Archived: The Message by Brenda Ottosen

I’ve read there are those who believe their loved ones were given a warning that death was approaching. Some were visited by loved ones who had already passed.  Others felt the overwhelming need to prepare for a trip. And some people received a sign to escort them, or coax them, toward a bright light. The warning could be a consolation for the end of their life, to complete unfinished business before they pass away. These warnings seem to be universal, occurring throughout many cultures.


I found it to be a nice sentiment but never believed it until it happened in my life. I was with my father when we got such a warning.


I have always been fortunate enough to have my birthday fall the day after my father’s. As a child, it was in particular a bonanza to me. We would have a grand party every year, and the entire family would come. Grandparents, aunts, uncles, and all the cousins… how could they pass up a summer barbecue to celebrate two birthdays? That meant more people came, and better – more presents for me!!!


As an adult, my father and I tried to spend at least one of the days together. Once we spent the day in Estes Park pretending we were tourists, going to all the places natives usually avoid. For my 39th birthday, we got a couple of cabins up Poudre canyon for the weekend. The birthday was just as fabulous as past birthdays. My father had a heart attack two and a half hours after my birthday ended. I have always found it to be a blessing he hadn’t died on the day of my birthday. But thinking that didn’t make the loss any easier.


His death seemed to occur without a warning. Dad seemed to be the healthiest amongst us. We spent hours fishing that afternoon. When it started raining, he ran up the hill to the car ahead of all of us. At dinner in Walden, he enthusiastically ate a healthy meal and shared in the evening’s joviality. Before getting in the car, he stopped to take snapshots of the sunset, taken with the fading light and colors.


The canyon grew spooky as we drove back to the cabin. Shadows surrounded the road as silhouettes of the trees sped by. The sky was somber – the moon just a sliver, the stars a soft scattering across the sky. The only light we had was the headlight of our car in front of us, and those few approaching cars occasionally from the other direction.


With the darkness of the night and the road’s curves, the speed of our car was slow. We coasted around one bend, and what we saw stopped us. In the middle of the road was an immense white owl. I assumed the bird easily stood three feet tall, with a wingspan of ten feet. My boyfriend Dennis found this hilarious. I was never proficient with spatial estimates. But at the time, it seemed feasible.


The owl dined on a smaller animal in the middle of the road. Towering over the carcass, the bird robustly enjoyed its feast. As we inched forward, it gradually turned its head around. I swear it met us all in the eye. And it glared at us. The intensity of its stare astonished Dad; I was rendered speechless and felt strangely apprehensive. For something so natural, the whole thing felt eerie and outside reality. With our headlights glowing off the owl’s white feathers, it lifted from the ground, a ghost floating over our car and away. A haunting vision.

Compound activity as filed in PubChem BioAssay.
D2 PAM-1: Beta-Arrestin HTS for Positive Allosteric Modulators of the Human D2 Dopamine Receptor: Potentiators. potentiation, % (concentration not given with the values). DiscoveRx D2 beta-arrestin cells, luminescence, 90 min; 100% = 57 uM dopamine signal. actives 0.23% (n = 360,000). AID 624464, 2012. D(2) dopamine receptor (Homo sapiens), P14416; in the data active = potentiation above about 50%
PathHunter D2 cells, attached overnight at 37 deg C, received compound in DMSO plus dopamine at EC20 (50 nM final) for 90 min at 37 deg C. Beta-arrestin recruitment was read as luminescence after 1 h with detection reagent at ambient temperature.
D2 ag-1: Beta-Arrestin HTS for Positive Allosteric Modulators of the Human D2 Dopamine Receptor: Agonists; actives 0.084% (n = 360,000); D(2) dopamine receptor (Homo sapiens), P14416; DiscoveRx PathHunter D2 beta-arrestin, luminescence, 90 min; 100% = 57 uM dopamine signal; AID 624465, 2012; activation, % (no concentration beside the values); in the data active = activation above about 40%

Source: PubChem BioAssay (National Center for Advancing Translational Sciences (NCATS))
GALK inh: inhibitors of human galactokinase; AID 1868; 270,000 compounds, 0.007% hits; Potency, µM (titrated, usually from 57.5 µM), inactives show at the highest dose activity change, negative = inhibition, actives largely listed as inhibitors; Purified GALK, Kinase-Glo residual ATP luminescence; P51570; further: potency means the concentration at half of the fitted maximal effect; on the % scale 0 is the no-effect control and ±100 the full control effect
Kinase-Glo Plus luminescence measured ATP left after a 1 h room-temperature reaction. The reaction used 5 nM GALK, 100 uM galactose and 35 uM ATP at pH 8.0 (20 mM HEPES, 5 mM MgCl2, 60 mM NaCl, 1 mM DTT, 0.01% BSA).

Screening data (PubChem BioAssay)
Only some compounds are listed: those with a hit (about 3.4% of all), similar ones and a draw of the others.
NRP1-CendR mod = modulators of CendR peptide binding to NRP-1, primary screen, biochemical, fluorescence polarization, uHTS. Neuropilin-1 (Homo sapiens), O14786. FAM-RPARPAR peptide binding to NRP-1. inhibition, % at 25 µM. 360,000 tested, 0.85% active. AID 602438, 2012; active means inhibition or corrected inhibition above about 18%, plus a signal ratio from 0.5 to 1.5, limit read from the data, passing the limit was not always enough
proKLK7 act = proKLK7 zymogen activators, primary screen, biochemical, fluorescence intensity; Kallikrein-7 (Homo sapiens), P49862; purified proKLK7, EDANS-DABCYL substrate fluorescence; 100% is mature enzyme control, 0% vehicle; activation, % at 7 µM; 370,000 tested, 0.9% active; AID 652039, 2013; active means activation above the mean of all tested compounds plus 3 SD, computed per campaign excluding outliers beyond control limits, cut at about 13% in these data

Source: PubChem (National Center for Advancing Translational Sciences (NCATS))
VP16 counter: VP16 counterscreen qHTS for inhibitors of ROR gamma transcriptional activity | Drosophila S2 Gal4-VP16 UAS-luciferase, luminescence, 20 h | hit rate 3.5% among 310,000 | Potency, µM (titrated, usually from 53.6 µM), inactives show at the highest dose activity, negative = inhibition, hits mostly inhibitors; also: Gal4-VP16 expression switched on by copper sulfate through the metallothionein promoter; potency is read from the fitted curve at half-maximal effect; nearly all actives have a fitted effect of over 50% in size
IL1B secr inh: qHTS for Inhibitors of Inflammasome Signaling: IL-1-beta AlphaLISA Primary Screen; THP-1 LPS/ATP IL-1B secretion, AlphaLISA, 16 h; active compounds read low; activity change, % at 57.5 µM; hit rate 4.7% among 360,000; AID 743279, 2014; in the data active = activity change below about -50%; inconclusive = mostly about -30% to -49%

Three hours later, we woke to my stepmother pounding on our cabin door.


After the funeral and time passed, I didn’t feel settled. I was still in the stages of grief. And the episode of the owl occupied my thoughts, making me constantly anxious. What we witnessed was mystifying, and I couldn’t let it go.


A friend suggested the owl was trying to get our attention. How could that be? It was a bird. I couldn’t believe an animal would have something to say to us. A dog, maybe. But a bird? No, it didn’t seem normal for an owl to have a message.


But the more I thought about it, I just wanted to know what happened. I did research about owls, confirming what I thought to be true. The owl’s behavior was unusual. What we observed was not what just anyone experiences with owls, and from what I read, it is less common to see an owl while it is hunting.


Also, the way the bird intensely stared at us in an unsafe place isn’t typical. Owls typically feel threatened by humans; they wouldn’t stay in place like ours did. Our headlights had nothing to do with it. An owl has very adaptable vision, so he wouldn’t have been frozen in place by our bright light. And if in fact it was threatened by us, the owl would have flown away from us, not over the top of our car.


Mystifying, indeed.


Digging deep, I stumbled upon the folklore and traditions about owls. A believer in the supernatural, my interest peaked. Owls have a prominent place in Native American cultures. Although many cultures see owls as a symbol of wisdom, some Native American groups consider the owls a symbol of death.


Others believe owls are messengers with the implication a change in life is coming, including illness and death. With owls being nocturnal and able to see in the dark, it is believed they can see things people can’t. Within this belief, owls are considered a sign of approaching evils in life. Because of this, many superstitious people will not look at an owl and especially won’t make eye contact. Reading this gave me chills; all four of us in our car had looked at and made eye contact with the owl that night.


Eventually, I reached the acceptance stage of grief, and I came to accept a different meaning for what we saw. The owl indeed had a message to deliver from the supernatural world. But I came to decide the message had been for me, and not my father. Someone, or something, was sending me the warning there was going to be a change in my life.


My Dad’s death was that change. A traumatic loss, but just a change. Sure, it was an ending to a part of my life, but death is the nature of life. And I have always tried to find comfort in that.